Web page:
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November 20, 2015

App crowdsources CPR in Burlington County to increase survival rate

Good Samaritans will be alerted to scenes of people in cardiac distress to administer potentially life-saving care

CPR Heart Attacks

More than 400 volunteer rescuers, willing to provide CPR, signed up for a phone app known as PulsePoint rolled out by Virtua and Burlington County officials on Friday. Immediate CPR increases survival by 500 percent when there is a cardiac arrest.

Seconds matter.

A person in cardiac arrest has a staggering 500 percent better survivability rate when a bystander immediately provides CPR, rather than waiting for professional first-responders to arrive, according to Scott Kasper, Virtua's assistant vice president for emergency services.

“That’s the number one impact for survivability,” along with the availability of an automated defibrillator, he told 400 healthcare system employees Friday morning.

That’s why Kasper had the entire audience assemble in Voorhees, which also included elected officials and emergency workers, download and install a smartphone app called PulsePoint.

The app, paid for by Virtua but rolled out with the support of Burlington County, picks up on 911 calls indicating a heart attack.

At the same time EMS is dispatched, anyone who has downloaded the app and has had CPR training that is within a quarter mile of the incident gets an alert.

Using locator and mapping technology, Good Samaritans get the location of nearby defibrillators – even locations in specific rooms – as well as directions to the scene.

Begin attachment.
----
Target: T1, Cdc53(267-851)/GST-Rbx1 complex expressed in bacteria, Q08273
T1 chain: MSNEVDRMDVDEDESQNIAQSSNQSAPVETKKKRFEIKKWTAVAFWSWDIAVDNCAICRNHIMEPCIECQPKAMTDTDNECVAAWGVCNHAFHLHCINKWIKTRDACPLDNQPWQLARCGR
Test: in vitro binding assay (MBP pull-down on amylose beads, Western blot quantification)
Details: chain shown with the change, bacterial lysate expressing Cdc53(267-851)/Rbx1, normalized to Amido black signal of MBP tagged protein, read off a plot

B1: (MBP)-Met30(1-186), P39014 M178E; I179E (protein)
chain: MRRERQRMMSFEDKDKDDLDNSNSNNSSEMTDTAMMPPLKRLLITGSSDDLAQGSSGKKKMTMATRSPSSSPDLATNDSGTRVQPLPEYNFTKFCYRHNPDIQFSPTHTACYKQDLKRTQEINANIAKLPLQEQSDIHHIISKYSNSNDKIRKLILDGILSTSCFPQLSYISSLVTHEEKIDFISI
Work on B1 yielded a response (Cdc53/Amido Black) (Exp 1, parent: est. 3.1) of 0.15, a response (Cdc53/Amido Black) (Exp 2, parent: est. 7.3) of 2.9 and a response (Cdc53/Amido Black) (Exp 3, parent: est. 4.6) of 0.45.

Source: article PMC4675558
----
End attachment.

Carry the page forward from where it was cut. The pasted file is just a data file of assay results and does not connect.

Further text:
The app even reviews CPR techniques and sets a metronome in motion to guide a volunteer responder through the lifesaving rhythm of applying pressure to the chest to keep blood flowing, Kasper said.

“It is phenomenally user-friendly,” he added. “Survival starts with the community.”

When professionals arrive at the scene of a cardiac event, they tap out the Good Samaritan and take over resuscitation work, Kasper explained.

Virtua is covering the costs of the app, which included a $10,000 set-up fee and has an annual subscription charge that runs another $13,000.

Richard P. Miller, the CEO and president of Virtua, said it's the first use of the technology in the region.

Jersey City and several large urban areas have rolled out PulsePoint. One of the locations, Spokane, has the best cardiac survivability rate in the country.

Miller said Virtua will provide cost-free CPR training to enhance the effectiveness of the app.

Kasper hopes the relatives and family of anyone who downloads the app will also download the app, multiplying the voluntary rescuers.

“It’s a legal pyramid scheme,” he joked.

The app’s limitations are few, but significant.

Volunteer rescuers will only be summoned to public places, not to a patient’s residence, Kasper said, due to safety concerns.

The app also only works within the borders of Burlington County.

And while multiple alerts will go out if there are several potential rescuers near an incident, the alert is turned off when the first rescuer arrives and checks in, Kasper said.